RICHMOND, Va. -- After working on the Richmond Slave Trail project for two decades, Delegate Delores McQuinn describes her current view toward Shockoe Bottom as cautious excitement.
A Heritage Campus to memorialize and capture the horrors and history of what was once the largest slave trade market in the United State is the cornerstone project of the plan to revitalize Richmond’s oldest neighborhood.
“All of these things have been buried for years,” McQuinn said. “Just as this story is finally being told across the country, for Richmond to be the capital of the Confederacy and not tell all of the stories, bring forward the entire truth so that there can be reconciliation. I just think it’s going to be amazing.”
The Shockoe Small Area Plan was released by city planners in July and lays out a long-term vision for making Shockoe a destination for both Richmond residents and tourists.
The Heritage Campus, which is slated to incorporate the Lumpkin’s Jail and African Burial Ground historic sites, is the centerpiece of the project which aims to better connect the various portions of Shockoe from Main Street Station down the Virginia Capital Trail.
A public comment period is currently underway and public meetings on the project are set for this week. You can read the full plan here.
McQuinn said she constantly hears from Black families, some who live in Virginia and others from out of state, who can connect their family history directly to Richmond and want to learn more. The Heritage Center, like other museums telling the full picture of slavery in America, would bring visitors from across the country to Shockoe, McQuinn said.
“A line is connected to Richmond. You go anywhere and people say, ‘my family came out of Richmond or Virginia,’” she said. “I think it will cause an explosion down in this area as far as tourism and visitation.”
The plan also calls for the development of several surface parking lots and other unused spaces that dot the neighborhood. Those entering the Shockoe area from the north end would see new developments mixed between various parks and green space. The small area plan calls for interconnected, multi-modal throughways and even a linear park under Interstate 95.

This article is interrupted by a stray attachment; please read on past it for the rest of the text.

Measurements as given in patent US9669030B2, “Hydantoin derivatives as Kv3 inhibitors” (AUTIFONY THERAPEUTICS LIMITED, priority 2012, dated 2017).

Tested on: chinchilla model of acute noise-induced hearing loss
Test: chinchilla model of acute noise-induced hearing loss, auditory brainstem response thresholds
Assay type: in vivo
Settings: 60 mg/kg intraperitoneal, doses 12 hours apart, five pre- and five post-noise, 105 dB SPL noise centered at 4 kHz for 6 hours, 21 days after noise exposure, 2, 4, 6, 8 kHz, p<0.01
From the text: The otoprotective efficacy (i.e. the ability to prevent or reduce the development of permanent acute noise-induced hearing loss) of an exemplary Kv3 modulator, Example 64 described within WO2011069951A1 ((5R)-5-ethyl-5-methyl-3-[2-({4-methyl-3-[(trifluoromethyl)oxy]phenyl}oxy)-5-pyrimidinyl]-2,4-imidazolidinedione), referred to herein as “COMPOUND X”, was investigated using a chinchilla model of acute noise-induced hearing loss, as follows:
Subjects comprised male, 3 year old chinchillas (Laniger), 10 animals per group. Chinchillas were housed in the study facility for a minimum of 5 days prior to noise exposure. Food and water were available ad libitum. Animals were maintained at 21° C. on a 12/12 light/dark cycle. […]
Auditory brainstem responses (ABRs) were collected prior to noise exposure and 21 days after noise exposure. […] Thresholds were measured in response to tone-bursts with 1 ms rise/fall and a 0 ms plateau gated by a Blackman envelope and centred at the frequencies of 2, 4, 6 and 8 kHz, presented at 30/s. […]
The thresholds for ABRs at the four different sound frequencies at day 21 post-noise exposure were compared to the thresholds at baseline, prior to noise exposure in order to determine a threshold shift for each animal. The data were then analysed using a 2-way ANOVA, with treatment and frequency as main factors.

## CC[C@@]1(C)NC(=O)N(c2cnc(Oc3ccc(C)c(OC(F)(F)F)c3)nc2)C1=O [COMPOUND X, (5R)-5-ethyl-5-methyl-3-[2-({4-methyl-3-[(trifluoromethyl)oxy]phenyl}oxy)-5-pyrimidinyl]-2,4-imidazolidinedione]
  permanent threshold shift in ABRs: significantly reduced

Kevin Vonck, the acting director of Richmond’s Planning Department, said the plan lays out a way of bringing more green space to an area where large portions are currently zoned for manufacturing, an outdated designation.
“This is going to be a growth node for the city,” Vonck said. “There’s certain areas of the city that get a lot hotter in the summer because they’re seas of asphalt and there’s not a lot of vegetation. So strategically looking at how we can bring green back to this neighborhood.”
In recent city history, plans to build a Heritage Campus or Slavery Museum in Shockoe have stalled out. This plan does not specifically address how the project and developments would be funded. City planners still want to hear feedback during the next few weeks on the plan.
“I think it’s critical to acknowledge what happened in the past and recognizing it in a very important way and telling those stories about what Richmond is. But also, for how we can be in the future,” Vonck said.
McQuinn feels momentum is heading in the right direction and said she hopes Richmond does not miss the moment to make the project come to fruition.
“When you look at the scheme of things across this country, the racial upheaval, people demanding that we be at the table, I think that this is the right time, this is the right place, and the right people are involved,” she said. “I think it will be a great honor to those who have passed, as I always say, and a legacy that we will leave for future generations. They’ll thank us for it.”
The first public meeting is at Main Street station on Tuesday night from 6:30 p.m. to 8:30 p.m. at Main Street Station. A virtual meeting is set for Wednesday afternoon from 12 p.m. to 1 p.m. Learn more about the public input process here.
Vonck said following the public comment period, city staff plan on adjusting the plan according to recommendations they receive. The hope is to get the proposal to the city council later this year, Vonck said.